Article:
I don’t see myself as a reporter on Indigenous communities, but as a reporter on the impacts of colonization. I hope people will understand that every symptom of disorder or dysfunction in Indigenous communities is directly linked to generations of colonial policies bent on their assimilation or destruction. I hope people who encounter my work will take it as a first step to read more, and listen more to Indigenous people. I hope that people will take away that colonization is a shared history, between Indigenous and settler communities, and moving forward will take work and healing from all of us.
PC: In one of your Standing Rock images the police look like invaders stomping across a field with face shields, truncheons and tear gas canisters. In another, a pipeline with luminous segments snakes across a field like a giant glowworm. Did these scenes feel as unnatural, as cinematic as they appear?
AB: Those moments were more surreal, complex, alive and difficult than I have the power to capture in a still image. I understand how the drama can make them feel like fiction, but if anything I would say that my images downplay the pressures of those moments. It’s important to remember these are the lived realities of Indigenous people, here in Canada and the United States.
PC: Can you describe a few of your favourite images from the Wetʼsuwetʼen protests and explain what you were trying to capture in them?
AB: My relationship to my own pictures is complicated, so I don’t really have favourites. I do really love some of the quieter moments — Molly Wickham and Shaylynn Sampson leaning into one another as they wait for police, or there is this one portrait of Molly, where her daughter has drawn all over her face while they were playing together. I love the contrast of the gentleness and play within the tension of the issue at hand. From the moments during police enforcement, there is a photo from 2019 when the RCMP are mounting a barricade and Sabina Dennis looks back — you can see her fear but also her determination. That photo is one of the times I’ve come close to photographing the intensity of what it felt like to be there.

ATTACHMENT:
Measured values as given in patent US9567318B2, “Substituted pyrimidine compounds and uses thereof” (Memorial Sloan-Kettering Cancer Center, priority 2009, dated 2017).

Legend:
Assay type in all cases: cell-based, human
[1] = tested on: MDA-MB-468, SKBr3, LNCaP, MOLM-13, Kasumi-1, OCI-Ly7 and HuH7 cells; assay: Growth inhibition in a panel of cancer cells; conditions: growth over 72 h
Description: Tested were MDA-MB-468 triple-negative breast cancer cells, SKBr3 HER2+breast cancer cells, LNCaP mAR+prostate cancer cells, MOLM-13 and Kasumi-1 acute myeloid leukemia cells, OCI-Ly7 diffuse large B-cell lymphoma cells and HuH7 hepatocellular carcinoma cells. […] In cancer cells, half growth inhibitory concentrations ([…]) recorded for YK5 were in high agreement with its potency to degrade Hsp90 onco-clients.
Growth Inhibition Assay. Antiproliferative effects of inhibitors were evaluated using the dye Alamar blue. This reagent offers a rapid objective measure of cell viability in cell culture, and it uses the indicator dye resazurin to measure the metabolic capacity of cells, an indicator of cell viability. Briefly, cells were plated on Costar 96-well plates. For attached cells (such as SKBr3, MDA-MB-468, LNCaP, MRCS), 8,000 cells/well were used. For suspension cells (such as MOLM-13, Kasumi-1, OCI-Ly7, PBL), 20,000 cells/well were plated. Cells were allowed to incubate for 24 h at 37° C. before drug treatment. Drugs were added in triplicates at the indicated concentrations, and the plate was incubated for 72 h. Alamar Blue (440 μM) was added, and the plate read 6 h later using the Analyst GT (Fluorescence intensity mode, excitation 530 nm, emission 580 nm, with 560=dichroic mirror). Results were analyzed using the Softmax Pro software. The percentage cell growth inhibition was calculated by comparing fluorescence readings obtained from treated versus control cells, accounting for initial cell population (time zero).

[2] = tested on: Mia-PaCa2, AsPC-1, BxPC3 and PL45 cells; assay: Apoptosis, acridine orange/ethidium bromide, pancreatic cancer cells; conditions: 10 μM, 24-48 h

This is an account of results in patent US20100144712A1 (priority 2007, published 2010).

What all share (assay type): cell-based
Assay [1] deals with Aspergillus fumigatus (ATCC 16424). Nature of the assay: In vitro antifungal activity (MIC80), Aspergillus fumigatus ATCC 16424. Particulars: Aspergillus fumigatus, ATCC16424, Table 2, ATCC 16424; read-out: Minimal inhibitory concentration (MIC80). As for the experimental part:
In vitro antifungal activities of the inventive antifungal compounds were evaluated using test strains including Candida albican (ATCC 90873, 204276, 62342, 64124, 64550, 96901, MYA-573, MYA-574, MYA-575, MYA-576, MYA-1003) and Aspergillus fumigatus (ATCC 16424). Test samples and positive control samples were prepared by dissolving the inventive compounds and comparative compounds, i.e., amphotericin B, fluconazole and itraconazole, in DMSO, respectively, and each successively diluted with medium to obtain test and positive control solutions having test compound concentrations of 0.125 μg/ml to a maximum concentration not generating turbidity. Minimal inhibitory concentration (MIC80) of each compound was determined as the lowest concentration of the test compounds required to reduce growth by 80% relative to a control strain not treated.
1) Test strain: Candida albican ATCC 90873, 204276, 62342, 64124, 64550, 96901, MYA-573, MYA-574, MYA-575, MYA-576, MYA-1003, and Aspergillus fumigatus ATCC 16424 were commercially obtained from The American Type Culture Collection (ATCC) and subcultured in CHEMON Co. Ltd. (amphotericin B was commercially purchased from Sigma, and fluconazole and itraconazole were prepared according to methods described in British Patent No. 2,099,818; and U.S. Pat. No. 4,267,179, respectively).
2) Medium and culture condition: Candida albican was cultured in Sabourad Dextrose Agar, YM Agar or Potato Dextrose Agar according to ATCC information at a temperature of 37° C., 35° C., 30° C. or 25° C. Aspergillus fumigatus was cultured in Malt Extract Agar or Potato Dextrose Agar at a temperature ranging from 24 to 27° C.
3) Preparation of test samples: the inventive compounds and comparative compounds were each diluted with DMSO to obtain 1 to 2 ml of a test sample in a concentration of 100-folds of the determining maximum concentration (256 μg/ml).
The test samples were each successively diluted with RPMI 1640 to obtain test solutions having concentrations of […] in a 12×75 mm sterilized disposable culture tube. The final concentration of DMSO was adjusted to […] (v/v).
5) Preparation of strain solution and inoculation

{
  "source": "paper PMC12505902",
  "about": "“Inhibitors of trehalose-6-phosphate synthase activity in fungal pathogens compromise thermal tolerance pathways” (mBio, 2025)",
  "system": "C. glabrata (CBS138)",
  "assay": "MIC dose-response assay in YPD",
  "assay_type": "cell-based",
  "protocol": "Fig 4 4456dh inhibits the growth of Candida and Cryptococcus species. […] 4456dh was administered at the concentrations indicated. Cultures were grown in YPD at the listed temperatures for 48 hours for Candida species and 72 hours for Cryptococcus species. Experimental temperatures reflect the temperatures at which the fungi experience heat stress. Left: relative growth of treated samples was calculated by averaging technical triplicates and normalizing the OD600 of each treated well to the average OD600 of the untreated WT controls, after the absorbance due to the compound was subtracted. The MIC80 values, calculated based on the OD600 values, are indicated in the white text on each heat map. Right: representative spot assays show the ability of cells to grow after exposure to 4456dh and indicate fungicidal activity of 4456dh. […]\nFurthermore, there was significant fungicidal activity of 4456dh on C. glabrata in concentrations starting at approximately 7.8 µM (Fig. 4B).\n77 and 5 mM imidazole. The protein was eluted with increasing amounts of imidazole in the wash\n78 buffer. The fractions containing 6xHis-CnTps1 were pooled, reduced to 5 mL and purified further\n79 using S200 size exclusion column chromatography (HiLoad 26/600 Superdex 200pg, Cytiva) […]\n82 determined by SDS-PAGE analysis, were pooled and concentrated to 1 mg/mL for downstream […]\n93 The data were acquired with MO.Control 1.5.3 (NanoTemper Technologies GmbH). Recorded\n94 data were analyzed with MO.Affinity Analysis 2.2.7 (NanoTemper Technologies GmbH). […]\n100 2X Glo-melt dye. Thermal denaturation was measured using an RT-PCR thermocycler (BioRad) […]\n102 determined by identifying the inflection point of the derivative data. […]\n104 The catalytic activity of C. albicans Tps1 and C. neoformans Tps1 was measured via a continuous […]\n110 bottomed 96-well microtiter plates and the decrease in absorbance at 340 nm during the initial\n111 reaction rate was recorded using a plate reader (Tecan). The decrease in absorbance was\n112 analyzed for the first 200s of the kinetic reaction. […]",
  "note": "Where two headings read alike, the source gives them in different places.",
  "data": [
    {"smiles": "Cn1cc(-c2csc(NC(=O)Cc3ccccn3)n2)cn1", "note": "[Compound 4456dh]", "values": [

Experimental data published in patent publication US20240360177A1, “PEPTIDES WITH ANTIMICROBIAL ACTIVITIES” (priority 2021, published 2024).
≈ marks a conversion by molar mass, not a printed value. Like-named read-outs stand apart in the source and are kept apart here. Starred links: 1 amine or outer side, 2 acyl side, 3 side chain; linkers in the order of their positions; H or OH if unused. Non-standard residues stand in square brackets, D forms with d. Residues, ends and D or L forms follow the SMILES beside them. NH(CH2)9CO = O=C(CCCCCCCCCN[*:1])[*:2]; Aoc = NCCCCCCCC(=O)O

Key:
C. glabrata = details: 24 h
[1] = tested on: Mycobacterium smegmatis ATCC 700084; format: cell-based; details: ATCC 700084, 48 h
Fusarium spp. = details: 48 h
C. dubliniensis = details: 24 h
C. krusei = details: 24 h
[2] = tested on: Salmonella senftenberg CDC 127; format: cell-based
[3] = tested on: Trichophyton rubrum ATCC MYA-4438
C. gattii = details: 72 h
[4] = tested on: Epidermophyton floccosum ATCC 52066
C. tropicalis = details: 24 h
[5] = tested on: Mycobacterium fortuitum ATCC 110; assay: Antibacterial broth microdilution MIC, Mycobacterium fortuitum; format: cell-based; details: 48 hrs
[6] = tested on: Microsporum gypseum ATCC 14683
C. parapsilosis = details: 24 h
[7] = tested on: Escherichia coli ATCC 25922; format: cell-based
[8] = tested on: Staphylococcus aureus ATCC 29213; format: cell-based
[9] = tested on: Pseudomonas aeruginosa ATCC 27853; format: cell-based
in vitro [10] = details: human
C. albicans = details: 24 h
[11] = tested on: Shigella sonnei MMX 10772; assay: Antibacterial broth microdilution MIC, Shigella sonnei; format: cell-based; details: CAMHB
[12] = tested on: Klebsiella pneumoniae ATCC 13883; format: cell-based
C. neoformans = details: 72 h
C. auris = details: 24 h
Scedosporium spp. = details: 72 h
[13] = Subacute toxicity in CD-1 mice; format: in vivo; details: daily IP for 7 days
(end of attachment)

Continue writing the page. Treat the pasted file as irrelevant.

PC: What tips would you give to an amateur who wants to chronicle protests or scenes from the daily life of their communities?
AB: Do less. Invest in people and don’t worry so much about being everywhere, put that energy into making one story great. Spend time listening, spend a lot of time listening, do your own reading and research, verify the things that you hear. Spend time just observing, let the pictures flow from that, don’t make too many rules about what you do or don’t photograph, let yourself make silly pictures and bad pictures, along with the important pictures, accept that sometimes the silly pictures are the important pictures.
PC: Name three photographers who have inspired you and tell us a bit about them.
AB: Larry Towell, storied Canadian icon with a poetic eye. He reforested his corner of the Canadian shield and writes “Human Being” on his business card. He is a creative, generous and determined storyteller.
Stacey Kranitz, fearless immersive photographer focusing on the Appalachian region of America. Her portrait of a region plagued by stereotypes and cliches, has evolved over time, and is nuanced, subtle and challenging.
Gordon Parks, beautifully photographed black people and the civil rights struggle with so much humanity and dignity. He models how taking a specific perspective can empower relatable and useful representations.
Photo credit for all images: Amber Bracken